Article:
Navigating Your Immigration Options After an L1 Visa Layoff

Erick Widman

Getting laid off is always a challenging experience, but for those on an L1 visa in the United States, it can be particularly daunting. The L1 visa is tied to specific employment, and losing that job can put your immigration status—and that of your family—at risk. However, it’s important to remember that there are several options available that could allow you to stay in the U.S. and continue your journey.

1. Seeking New Employment

One of the most straightforward options after a layoff is to find another job. If you can find another employer who is willing to sponsor an employment visa, they can file a petition on your behalf to change your status. However, it’s crucial to note that your new employer must be an affiliate, subsidiary, or parent company of your original employer to maintain L1 status.

2. Change of Status

If finding a new job within the same corporate structure isn’t feasible, another option could be to change your visa status. This could involve switching to another employment-based visa category, such as H1B if you work in a specialty occupation, or even an investment-based visa like the E2, provided you have the necessary capital and plan to invest in a U.S. business.

3. Applying for a Green Card

If you were already considering permanent residency in the U.S., now might be the time to start the process. There are several routes to obtaining a green card, including through employment or family sponsorship. While the process can be lengthy, starting it as soon as possible can help secure your long-term future in the U.S.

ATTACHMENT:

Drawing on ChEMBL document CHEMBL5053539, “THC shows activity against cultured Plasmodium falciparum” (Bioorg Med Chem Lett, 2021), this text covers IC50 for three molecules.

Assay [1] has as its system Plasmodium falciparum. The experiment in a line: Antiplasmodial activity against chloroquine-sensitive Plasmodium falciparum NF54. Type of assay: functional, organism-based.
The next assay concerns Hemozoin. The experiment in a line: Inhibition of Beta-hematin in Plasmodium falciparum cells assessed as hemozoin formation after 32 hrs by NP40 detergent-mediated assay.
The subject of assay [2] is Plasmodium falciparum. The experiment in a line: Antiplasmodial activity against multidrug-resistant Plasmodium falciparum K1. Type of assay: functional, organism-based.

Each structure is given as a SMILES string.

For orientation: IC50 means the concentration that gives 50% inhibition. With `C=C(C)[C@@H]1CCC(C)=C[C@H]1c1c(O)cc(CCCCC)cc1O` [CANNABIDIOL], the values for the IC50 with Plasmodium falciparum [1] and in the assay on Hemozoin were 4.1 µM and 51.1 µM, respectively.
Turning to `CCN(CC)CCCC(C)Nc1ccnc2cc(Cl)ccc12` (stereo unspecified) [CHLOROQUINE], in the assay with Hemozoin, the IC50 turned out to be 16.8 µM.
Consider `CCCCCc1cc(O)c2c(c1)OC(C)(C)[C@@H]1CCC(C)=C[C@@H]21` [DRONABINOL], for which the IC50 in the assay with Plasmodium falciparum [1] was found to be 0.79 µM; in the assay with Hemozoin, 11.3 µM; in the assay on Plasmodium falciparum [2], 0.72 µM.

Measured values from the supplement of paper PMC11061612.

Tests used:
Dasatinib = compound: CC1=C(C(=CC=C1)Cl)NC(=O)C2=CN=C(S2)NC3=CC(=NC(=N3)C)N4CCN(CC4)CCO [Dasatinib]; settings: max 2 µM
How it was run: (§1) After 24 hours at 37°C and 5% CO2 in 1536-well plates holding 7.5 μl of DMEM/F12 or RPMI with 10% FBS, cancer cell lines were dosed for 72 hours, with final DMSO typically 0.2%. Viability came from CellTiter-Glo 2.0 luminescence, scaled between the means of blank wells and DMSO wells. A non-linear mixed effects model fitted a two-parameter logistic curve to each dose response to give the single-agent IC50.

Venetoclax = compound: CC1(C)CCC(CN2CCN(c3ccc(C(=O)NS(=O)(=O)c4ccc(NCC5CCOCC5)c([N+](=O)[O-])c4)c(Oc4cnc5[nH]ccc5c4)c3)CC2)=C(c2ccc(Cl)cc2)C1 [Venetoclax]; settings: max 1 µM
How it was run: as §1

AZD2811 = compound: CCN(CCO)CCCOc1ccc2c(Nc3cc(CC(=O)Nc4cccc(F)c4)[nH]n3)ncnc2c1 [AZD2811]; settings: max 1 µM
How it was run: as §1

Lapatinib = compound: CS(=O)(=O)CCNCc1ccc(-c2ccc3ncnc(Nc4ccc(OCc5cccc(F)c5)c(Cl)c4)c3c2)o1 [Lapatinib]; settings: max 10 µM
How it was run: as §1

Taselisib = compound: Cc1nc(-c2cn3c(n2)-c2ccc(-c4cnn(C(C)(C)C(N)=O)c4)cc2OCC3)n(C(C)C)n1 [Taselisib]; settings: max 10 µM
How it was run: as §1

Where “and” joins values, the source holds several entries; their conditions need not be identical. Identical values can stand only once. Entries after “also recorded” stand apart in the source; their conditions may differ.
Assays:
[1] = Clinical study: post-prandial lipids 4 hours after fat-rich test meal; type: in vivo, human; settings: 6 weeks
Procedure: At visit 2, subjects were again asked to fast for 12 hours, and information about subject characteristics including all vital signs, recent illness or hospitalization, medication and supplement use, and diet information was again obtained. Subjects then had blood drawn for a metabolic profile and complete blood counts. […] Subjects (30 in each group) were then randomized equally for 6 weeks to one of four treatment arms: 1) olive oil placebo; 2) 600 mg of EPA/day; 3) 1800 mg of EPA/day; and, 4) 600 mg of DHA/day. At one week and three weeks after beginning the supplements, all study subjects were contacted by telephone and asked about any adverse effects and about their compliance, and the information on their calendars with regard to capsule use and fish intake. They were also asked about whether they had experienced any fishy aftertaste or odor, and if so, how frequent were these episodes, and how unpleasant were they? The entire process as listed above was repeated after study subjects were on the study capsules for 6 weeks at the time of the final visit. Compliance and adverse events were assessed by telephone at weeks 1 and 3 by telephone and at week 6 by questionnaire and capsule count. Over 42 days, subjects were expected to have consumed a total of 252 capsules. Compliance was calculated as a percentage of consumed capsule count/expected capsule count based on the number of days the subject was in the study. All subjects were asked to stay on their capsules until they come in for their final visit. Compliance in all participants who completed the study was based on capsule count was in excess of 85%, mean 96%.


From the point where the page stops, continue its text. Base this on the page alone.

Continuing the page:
4. Using the Grace Period

In certain circumstances, nonimmigrant workers may be eligible for a 60-day grace period following the termination of their employment. This grace period allows you to stay in the U.S. while you adjust your status or make arrangements to return to your home country.

5. Family Considerations

If your spouse has an L2 visa, they may have been working with an Employment Authorization Document (EAD). Unfortunately, once the L1 visa holder loses their job, the L2 visa holder also loses their right to work. It’s crucial to factor this into your plans.

6. Consulting an Immigration Attorney

Every situation is unique, and the best course of action will depend on your individual circumstances. Consulting with an experienced immigration attorney can provide clarity and guidance tailored to your situation. They can help explore all possible avenues and decide on the most viable strategy.

Experiencing a layoff as an L1 visa holder is undoubtedly stressful, but remember, there are options available. Whether through new employment, changing your status, or commencing the path to permanent residency, there may be ways to navigate this challenging situation and continue your life in the U.S. We at Passage Immigration Law are here to help guide you through these complex processes, so don’t hesitate to reach out.

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